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Speaker Series: Native Bees of the Bay Area
July 31 @ 7:00 pm - 8:00 pm
For this month’s online Village Talk, we will discuss one of our most critically important insects: bees. Join naturalist Harold Hirsch as he discusses the biology, evolutionary history, and ecological function of wild native bees of the San Francisco Bay Area.
For millions of years, bees have followed a close symbiotic coevolution with the clade angiosperms—the fancier term for flowering plants. About 135 million years ago, most plants reproduced by wind-borne pollen, with only 0.1% of the particles actually reaching the female flower and the rest going to waste (do you think dinosaurs had allergies?).
A great change occurred as flying insects with a taste for pollen unintentionally began to pollinate flowers, flitting from blossom to blossom as they fed. Thus began, as noted in an article in Scientific American, “the longest marketing campaign in history,” where the morphology of flowers changed to become more noticeable and desirable to these roaming pollinators. Of these insects, bees went on to become the most highly specialized group to reap nutrient-rich nectar and pollen.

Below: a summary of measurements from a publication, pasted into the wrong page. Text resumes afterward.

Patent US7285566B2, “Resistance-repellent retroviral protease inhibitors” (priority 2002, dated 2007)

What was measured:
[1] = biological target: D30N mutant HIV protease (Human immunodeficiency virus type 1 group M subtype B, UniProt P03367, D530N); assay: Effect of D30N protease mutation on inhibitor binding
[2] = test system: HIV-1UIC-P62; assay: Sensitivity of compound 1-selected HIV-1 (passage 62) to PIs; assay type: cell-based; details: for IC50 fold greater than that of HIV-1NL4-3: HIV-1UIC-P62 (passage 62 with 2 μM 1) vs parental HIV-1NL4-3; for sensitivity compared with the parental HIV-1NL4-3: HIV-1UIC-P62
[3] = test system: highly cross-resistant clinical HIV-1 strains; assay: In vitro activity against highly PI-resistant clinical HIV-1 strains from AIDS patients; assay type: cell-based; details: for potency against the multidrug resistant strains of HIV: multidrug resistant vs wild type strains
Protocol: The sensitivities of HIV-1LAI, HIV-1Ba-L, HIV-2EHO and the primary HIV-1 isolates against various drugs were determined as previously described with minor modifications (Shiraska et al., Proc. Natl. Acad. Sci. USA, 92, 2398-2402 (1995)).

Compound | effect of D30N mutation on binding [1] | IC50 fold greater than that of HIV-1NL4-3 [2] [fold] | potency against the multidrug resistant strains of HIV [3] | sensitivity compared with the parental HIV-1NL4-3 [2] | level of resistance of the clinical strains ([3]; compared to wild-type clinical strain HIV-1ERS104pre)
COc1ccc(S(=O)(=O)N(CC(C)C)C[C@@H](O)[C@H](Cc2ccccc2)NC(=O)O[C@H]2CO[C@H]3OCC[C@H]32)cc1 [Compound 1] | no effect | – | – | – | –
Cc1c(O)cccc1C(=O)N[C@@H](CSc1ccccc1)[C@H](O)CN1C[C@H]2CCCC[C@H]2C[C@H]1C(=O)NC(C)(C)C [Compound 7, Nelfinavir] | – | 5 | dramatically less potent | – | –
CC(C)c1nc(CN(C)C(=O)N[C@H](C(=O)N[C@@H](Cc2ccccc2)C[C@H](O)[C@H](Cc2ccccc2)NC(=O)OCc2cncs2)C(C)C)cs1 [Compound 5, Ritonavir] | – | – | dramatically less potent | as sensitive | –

Join us for this informative online lecture via Zoom.
Date: Saturday, July 31
Time: 7 p.m. – 8 p.m.
Venue: Online meeting via Zoom. Register for details.
Space limited; reservations required.
Free (donations appreciated).
Cancellations notified via email.
Questions? Email firstname.lastname@example.org or call (415) 456-0766.
Photo credit: Honeybee on flower courtesy of UC Berkeley website